Thursday, December 22, 2005

Why do atheists have to be so obnoxious?

I am constantly frustrated by atheists who write beautiful and lucid expositions and then completely undermine their arguments by being obnoxious. I can certainly understand the temptation to descend into name-calling (e.g. "Our Christian enthusiasts are evidently too stupid, as well as too insecure, to...") but it serves no purpose. I was going to paraphrase what came after the elipsis, but it hardly matters. No one but the already (un)converted is going to read past that phrase.

I have the same problem with U.S. District Judge John E. Jones III's blistering rebuke of Intelligent Design in the Dover, Pennsylvania case. Obivously I agree with his decision, but did he have to use the phrase "breathtaking inanity" to describe the ID position? The only effect it will have is to convince the ID proponents that Jones was prejudiced against them and they need to redouble their efforts.


Will said...

And let's not forget Richard Dawkins.

trimtab said...

Like Ron, I too feel the discussion should do without the name calling, and feel that questions regarding the "origins" of life are important and supremely stimulating, and therefore should not warrant disrespect.

However, I'm reminded of a situation experienced by skeptics (e.g. at SCICOP and SKEPTIC Magazine). These people are continually confronted with an incessant barrage of quack, paranormal, and pseudo-scientific claims, and after having demonstrated over 100 times each and every one of these claims as being totally bogus, the quacks still keep coming. Skeptics they are IMO entirely justified in using a harsher tone. There is a time and a place for ad hominem attacks, and such attacks should be used against intellectually dishonest people, or against individuals in positions of power and influence demonstrating _untenable_ levels of ignorance. When reason and rigorous explanation fail to stop repeated fallacy and manipulation, it's time to call a cat a "cat".

When it comes to the evolutionism vs. creationism debate, the amount of bad faith (no pun intended) displayed by the creationist camp is just overwhelming. And, as with paranormal claims, said bad-faith is incessant. It just never seems to stop. I don't believe science tries to replace religion, but religion in the US, or at least some religious elements (Christian-based mostly), sure tries to alter science!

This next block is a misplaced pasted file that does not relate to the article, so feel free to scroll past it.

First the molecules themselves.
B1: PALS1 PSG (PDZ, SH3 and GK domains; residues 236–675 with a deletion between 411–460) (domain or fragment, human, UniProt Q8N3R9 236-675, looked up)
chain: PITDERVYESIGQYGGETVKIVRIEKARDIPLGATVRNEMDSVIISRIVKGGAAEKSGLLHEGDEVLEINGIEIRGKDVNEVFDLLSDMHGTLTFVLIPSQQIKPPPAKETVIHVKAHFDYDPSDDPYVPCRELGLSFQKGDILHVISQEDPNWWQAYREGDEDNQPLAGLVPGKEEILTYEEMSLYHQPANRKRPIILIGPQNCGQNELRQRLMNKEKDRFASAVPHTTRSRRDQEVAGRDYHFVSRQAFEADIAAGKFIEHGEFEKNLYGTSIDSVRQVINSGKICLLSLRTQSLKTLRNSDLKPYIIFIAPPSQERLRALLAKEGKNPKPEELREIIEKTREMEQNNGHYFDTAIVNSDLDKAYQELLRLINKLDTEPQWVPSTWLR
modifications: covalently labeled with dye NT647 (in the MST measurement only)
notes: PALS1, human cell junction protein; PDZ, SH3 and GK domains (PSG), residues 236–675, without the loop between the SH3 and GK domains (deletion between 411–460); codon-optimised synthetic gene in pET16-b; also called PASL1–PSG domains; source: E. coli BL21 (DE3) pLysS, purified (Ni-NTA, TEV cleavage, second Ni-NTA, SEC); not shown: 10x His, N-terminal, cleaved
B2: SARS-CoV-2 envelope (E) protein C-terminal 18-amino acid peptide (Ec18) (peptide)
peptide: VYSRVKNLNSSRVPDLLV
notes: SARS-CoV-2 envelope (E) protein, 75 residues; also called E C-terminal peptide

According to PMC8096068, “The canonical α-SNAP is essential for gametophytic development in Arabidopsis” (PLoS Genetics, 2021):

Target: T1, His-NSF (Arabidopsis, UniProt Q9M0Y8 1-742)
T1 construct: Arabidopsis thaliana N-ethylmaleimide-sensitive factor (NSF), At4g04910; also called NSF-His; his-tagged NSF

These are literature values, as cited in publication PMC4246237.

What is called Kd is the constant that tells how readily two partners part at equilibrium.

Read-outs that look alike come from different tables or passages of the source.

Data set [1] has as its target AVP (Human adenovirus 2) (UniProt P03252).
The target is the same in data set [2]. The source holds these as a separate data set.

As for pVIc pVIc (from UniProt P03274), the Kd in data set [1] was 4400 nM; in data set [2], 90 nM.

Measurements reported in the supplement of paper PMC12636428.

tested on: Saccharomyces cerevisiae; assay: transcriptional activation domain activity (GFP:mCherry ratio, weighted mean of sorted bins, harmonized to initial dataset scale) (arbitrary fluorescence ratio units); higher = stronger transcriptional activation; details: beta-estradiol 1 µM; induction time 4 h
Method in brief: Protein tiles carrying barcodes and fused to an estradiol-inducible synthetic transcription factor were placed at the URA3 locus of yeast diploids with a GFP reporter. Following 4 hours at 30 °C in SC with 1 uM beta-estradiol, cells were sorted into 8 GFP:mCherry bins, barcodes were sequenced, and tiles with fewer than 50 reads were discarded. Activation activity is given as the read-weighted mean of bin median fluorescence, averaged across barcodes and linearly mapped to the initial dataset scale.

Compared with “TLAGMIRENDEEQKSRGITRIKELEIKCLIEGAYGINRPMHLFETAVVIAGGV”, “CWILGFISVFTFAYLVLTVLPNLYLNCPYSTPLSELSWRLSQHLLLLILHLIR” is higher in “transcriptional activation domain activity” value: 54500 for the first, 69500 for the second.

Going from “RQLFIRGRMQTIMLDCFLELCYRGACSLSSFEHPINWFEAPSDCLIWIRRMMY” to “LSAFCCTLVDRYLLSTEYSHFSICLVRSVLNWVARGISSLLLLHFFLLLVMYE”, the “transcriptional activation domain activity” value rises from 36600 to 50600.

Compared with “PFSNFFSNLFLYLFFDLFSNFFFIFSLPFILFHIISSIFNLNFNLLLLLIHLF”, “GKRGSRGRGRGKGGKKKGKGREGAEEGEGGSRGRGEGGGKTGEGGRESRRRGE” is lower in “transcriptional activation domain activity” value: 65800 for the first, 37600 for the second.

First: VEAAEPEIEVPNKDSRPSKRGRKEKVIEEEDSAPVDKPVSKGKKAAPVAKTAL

It may be that some of Dawkins' statements are too broad, insulting, and terribly counter-productive. However, I happen to agree with many of his positions. I strive to keep a sense of wonderment about the cosmos, life, etc. However, like Daniel Dennett, I'm so much in love with the truth that I'm willing to get my bubble popped instead of deluding myself with beliefs that only superficially and temporally soothe the mind. People who foster delusion to the detriment of society (e.g. by promoting ID as science vs. Darwinism) need to be properly labeled.

John said...

RE the 'breathtaking inanity' comment:

As you correctly observed in your first paragraph, there is nothing the Judge (or anyone else) could say that would convince the I.D. (nee creationist) faithful that they're not discharging an obligation to God. I think he's talking to the middle -- the sizable majority of people who are religiously motivated to do the right thing, have tremendous respect for science*, and aren't well-enough informed to know that "teaching both sides", while it sounds like a fair compromise, favors the I.D.eologues by granting them the legitimacy they can't achieve through scientific investigation.

Hmm. I never thought about it before, but it might be that I.D.'s sympathetic reception in the US has more to do with the American electorate's willingness to make 'peace offerings' when they don't cost too much ("one little label? on one textbook? that's cheap.") than with its inherent religiosity.

* Consider the taxpayer dollars spent on the Texas supercollider (even before it got the axe), the SETI project, and the average American's obsession with Oat Bran --disgusting stuff-- in the early and mid-1990s.

cs said...

I think the judge was referring to the ID position in the *court case* and not in general.

From the MSNBC story:

Jones decried the “breathtaking inanity” of the Dover policy and accused several board members of lying to conceal their true motive, which he said was to promote religion.

This is different from saying that ID itself is breathakingly inane. Since this case had made its way into his courtroom, and he'd reviewed the facts, he was well within his rights to heap scorn.